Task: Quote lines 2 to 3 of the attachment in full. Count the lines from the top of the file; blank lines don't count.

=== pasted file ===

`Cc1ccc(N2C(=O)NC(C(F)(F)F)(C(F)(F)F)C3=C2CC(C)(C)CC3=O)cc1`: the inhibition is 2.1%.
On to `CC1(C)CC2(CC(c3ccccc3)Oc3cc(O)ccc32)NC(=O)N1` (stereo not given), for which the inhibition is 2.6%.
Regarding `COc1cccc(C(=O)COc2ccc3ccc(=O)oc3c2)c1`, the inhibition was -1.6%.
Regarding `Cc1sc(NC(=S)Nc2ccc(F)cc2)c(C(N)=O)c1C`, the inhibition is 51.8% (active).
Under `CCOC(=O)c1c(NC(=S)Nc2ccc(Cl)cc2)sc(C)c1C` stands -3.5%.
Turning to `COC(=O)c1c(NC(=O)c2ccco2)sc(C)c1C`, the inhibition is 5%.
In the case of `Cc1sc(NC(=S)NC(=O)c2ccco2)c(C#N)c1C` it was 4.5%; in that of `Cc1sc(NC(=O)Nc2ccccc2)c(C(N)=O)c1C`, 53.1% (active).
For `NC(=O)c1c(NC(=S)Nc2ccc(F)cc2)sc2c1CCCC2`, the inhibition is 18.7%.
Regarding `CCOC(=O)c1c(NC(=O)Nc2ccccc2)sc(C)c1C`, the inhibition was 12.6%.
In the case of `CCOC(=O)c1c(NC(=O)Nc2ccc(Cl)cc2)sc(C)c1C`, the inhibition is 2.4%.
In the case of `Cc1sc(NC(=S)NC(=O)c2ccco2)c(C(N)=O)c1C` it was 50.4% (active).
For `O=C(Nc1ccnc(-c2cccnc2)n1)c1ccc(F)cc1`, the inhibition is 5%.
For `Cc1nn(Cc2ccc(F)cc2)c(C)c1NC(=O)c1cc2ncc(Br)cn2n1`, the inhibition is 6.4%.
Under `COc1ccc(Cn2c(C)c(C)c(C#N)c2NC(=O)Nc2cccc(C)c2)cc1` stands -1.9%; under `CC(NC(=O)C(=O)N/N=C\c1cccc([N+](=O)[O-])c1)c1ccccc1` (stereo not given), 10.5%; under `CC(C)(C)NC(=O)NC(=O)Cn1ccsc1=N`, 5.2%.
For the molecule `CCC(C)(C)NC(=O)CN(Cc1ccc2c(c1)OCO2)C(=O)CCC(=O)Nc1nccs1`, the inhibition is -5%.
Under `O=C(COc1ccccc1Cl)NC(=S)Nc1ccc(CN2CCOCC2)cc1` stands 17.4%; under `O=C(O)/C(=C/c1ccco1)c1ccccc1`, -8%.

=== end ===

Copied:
On to `CC1(C)CC2(CC(c3ccccc3)Oc3cc(O)ccc32)NC(=O)N1` (stereo not given), for which the inhibition is 2.6%.
Regarding `COc1cccc(C(=O)COc2ccc3ccc(=O)oc3c2)c1`, the inhibition was -1.6%.